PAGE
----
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paper party hats

 

It came to my attention recently that there’s a tradition amongst Etsy sellers of making their boyfriends pose for photos in silly hats. Which wasn’t actually why I chose to make paper party hats this week, but it’s a nice little bonus.

March, it seems, is the beginning of birthday season. Our friend Matt had a birthday this week, as did my boyfriend’s sister. It’s my birthday this weekend, and I was recently talking to someone who claims to personally know 80 different people with March and April birthdays. I’m pretty sure that poor guy I obsessed over all through high school had a March birthday. If I bothered to check Facebook I’d probably discover dozens more. There seem to be birthdays left, right and center, six ways from Tuesday and coming out our ears. So it seems like a good time for a little tutorial on party hats.

I saw a picture of these on a Martha Stewart site, and worked out my own method for making them. It’s pretty simple. And see, they fit everybody! Doesn’t Matt look festive?

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What you’ll need:

  • 12 x 12 sheets of pretty paper - two for each hat you want to make (Cardstock or anything slightly heavier than normal is best, but ordinary weight paper, or construction paper or coloured printer paper etc. should also be fine)
  • plate (or other similarly sized traceable circle shape)
  • pencil
  • scissors
  • gluestick
  • white glue and/or superglue
  • hole punch
  • ribbon (fabric ribbon is what I used, but throwaway curling ribbon will also work)
  • tape

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Putting it all together:

1) Trace two large circles, one on the back of each piece of paper. Exact size is not especially an issue: a plate should make circles big enough for the hat to work for pretty much anyone.

2) Cut out the circles.


3) Overlap the two circles (exactly how much is up to you, and can vary depending on how large you want the hat’s base to be) and draw a pencil line where they overlap. Then (using that line as a guide) glue one circle on top of the other. Let the glue dry/set.


4) Curl the circles into a cylinder so the still-open sides now overlap. Adjust so that one end of the cylinder only has a small opening, and the whole thing is shaped like a cylindrical triangle. Or, well, a party hat. Using one hand to hold the paper in place, draw a faint line inside the hat where the inside circle ends. Then let go of the paper, put glue on the inside of the paper up to the line you drew, and wrap the circles together again the same way as before, again using that pencil line as a marker of where to wrap to. This time, what with the glue, they’ll stay in place.You may need to hold the hat for a couple minutes while the glue sets, of course.

5) [optional] Dab white glue inside any edges that aren’t quite stuck down all the way, and hold in place while they dry.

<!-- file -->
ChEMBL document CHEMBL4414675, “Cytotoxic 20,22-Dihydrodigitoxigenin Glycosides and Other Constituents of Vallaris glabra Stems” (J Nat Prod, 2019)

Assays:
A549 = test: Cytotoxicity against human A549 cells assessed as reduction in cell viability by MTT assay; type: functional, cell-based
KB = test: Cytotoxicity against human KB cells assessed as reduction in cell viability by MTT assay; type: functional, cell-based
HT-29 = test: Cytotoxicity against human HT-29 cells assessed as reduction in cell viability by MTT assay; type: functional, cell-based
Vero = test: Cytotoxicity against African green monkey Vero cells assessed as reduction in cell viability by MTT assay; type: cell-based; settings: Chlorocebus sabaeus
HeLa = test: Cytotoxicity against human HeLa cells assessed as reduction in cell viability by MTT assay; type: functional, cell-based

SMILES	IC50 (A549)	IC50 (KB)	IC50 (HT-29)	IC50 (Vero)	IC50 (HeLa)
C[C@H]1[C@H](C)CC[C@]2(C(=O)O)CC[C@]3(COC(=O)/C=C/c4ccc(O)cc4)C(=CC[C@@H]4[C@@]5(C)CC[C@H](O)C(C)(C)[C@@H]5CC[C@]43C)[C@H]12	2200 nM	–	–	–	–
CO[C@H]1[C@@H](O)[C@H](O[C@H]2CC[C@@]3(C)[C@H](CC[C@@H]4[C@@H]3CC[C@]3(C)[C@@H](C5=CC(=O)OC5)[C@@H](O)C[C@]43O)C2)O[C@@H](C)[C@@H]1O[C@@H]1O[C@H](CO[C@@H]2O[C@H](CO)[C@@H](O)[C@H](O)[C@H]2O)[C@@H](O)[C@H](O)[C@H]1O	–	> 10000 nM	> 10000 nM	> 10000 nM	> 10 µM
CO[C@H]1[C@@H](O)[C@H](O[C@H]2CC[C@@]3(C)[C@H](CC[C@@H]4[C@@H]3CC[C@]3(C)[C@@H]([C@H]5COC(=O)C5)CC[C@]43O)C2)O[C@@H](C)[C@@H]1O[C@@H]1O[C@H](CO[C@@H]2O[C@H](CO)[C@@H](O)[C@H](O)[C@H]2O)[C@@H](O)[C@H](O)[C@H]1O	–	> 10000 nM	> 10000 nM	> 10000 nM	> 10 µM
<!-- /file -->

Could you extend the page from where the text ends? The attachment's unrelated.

6) Take the scraps of paper left from around the circles you cut out, and cut two or three rectangles of various sizes. They should all be at least 3 or 4 inches tall, some taller.

7) Cut one end of each rectangle into strips, with the base of the rectangle still intact and holding all the strips together. Y’know, the same way you made paper grass in elementary school.


8) Glue the rectangles on top of each other. This doesn’t have to be exact. I overlapped my three rectangles, but didn’t stack them perfectly. You can use some tape on the bottom, as well.

9) Roll the rectangles into a cylinder that is just a bit narrower than the hole in the top of your hat. Glue and/or tape the base of the cylinder (the end that is not cut into strips) together.


10) Insert the cylinder into the top of the hat. You can let it sit loose, tape it to the hat from the inside, or (as I did) put a bit of superglue around the base so that it will dry and stick very solidly to the edges of that hole in the top of the hat.

 

11) Press the strips down and outward, spreading them apart.

OR

Use a pencil or pen to curl each strip for an especially lovely festive look.


12) Punch a hole in either side of the hat at its base.


13) Cut two lengths of ribbon (each about a foot and a half long) and tie one to each hole. I just inserted one end of the ribbon through the hole and then tied a couple of knots in that end so it couldn’t come back out. Use this to tie the hat onto a lucky partygoer’s head.

Then wish everyone (or perhaps yourself) a Happy Birthday, Happy Spring or Happy Other Seasonally Appropriate Occasion! And here’s to boyfriends in silly hats.

At least he’s got a beer. Don’t know what he’s so put out about, really.

 

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5 Comments

  1. I find it odd that so many crafters get their boyfriends to pose for hat photos.
    At least Jeremy is loving the hat or the beer I am not quite sure. Such an awesome party hat design. Now I need to hold a party!

    Reply
  2. I can’t wait to go to the craft store next week so I can make TONS of crafts. My friends and I are ganna have a craft party.

    Reply
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